Norway: Nature Vs Architecture

oslo_ski_jumpIn my previous post about the Oslo Opera House I was so impressed with Oslo and Norway in generals architecture that I failed to even mention the stunning nature that surrounds it. I love how brave and self assured their buildings are sat among stunning back drops. In the UK we often see strong architecture among nature as an eye sore, but here they seem to embrace it if not encourage it. I loved taking walks in Oslo with their gorgeous parks and then also out into the coniferous forests that epitomize to me Scandinavian landscapes. The way they put new and old together so well sums up their way of seemingly doing everything to a high standard. This old wooden church, where a wedding was taking place, was over the road from this glass and stone ski jump. Both sticking out of the trees around them and complimenting each others shapes. I could never see this sort of harsh design being allowed in the UK without an outcry.


I however love me some contrasting architecture and Brutalism in particular. When discussing Scandinavian architecture with our host in Oslo he was shocked to hear we liked this style. He considers it boring and insists that most Norwegians feel the same way. It may have been my imported Bushmills Whiskey convincing him, but into the small hours of the morning I managed to change his mind on this. I think it gets a harsh time, but a quick look at WoWhaus’s collection of amazing brutalist houses and its hard not to fall in love. norway_path_forestoslo_bridgeoslo ski jump norway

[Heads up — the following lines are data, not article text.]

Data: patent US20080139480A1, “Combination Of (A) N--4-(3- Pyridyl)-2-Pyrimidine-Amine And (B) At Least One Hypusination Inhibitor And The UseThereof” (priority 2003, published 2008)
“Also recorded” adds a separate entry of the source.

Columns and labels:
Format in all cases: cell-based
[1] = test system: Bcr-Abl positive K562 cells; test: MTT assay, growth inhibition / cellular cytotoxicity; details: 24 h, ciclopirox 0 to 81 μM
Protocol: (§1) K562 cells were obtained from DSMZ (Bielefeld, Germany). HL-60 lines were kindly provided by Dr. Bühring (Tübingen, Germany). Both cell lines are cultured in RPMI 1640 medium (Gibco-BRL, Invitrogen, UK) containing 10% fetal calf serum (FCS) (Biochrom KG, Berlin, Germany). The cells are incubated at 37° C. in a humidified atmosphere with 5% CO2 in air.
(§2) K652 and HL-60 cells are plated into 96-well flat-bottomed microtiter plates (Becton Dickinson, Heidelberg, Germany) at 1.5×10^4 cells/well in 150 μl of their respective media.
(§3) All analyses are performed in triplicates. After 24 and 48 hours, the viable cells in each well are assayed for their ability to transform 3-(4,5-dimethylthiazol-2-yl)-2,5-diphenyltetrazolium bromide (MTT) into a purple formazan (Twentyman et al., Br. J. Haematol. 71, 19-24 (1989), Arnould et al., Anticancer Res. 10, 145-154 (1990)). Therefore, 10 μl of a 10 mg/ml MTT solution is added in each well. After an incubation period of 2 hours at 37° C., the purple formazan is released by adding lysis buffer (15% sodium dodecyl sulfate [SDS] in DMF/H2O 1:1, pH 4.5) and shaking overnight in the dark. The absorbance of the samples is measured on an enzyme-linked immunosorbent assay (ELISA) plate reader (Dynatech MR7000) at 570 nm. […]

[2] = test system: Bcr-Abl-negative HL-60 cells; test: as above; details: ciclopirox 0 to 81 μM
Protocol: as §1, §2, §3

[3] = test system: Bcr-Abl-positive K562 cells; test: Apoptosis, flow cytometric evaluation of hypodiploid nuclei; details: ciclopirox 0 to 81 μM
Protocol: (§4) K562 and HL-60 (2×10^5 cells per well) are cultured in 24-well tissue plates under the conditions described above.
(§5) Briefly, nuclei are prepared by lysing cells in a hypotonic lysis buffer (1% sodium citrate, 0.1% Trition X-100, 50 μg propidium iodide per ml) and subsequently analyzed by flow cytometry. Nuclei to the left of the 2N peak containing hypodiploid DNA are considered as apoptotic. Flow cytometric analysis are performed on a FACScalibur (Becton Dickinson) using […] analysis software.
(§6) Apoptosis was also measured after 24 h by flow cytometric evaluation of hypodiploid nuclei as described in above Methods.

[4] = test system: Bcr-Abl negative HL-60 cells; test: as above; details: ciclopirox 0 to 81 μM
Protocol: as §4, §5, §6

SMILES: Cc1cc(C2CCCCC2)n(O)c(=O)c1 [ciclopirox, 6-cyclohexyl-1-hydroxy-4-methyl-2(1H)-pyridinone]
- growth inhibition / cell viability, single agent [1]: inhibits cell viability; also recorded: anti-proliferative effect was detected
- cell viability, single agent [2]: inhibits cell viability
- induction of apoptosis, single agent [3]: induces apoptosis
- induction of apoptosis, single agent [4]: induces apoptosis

How to make a short film that gets into festivals in 60 minutes and for free

I am a big fan of the quick production. Not that there is a problem with the Mallickesque pre-production style across a few decades. The Tree of Life took time, but boy was it worth it.

However I have found focusing my creativity quickly can bring great results. One of my most popular short films (Screened across the UK and Europe) to date was made within 60 minutes, Nuclear Mysticism.

  1. 0 minutes on pre-production
  2. 30 minutes of script-less filming
  3. 2 minutes of a one take V/O
  4. 20 minutes of editing
  5. 3 minutes finding the wonderful copyright free “Dali” font for the title.
  6. 5 minutes to grade
  7. 60 minutes total

This short film went to on to be nominated for a variety of festivals across the UK and Europe. Receiving thousands of views and even got me paid work.

Top three tips for submitting to film festivals




After successfully getting a few short films into festivals across the world I thought I would give a quick top three of things to think about when submitting.

1) Budget for submissions
With fees of £15 to £30 for entry, DVDs and postage costs it quickly adds up. Prepare for this in your budget and take into account the cheap early bird fees compared to late deadlines.

It is a total bore but being organised and planning ahead can save you a lot of money and give your film its best chance of selection. I finished up Dragoon in September and meant I could get a lot of the early bird submission deadlines for festivals I really wanted to get into. This is also something that helps when Festivals will only accept if it is a premiere at their festival.


This site will save you a fortune. A wonderful resource to enable you to get your film out to the world for free. Most of the films listed are online submissions too so not even postal costs.



A Little added bonus. Check out  to make your own Film Festival Laurel Leaves.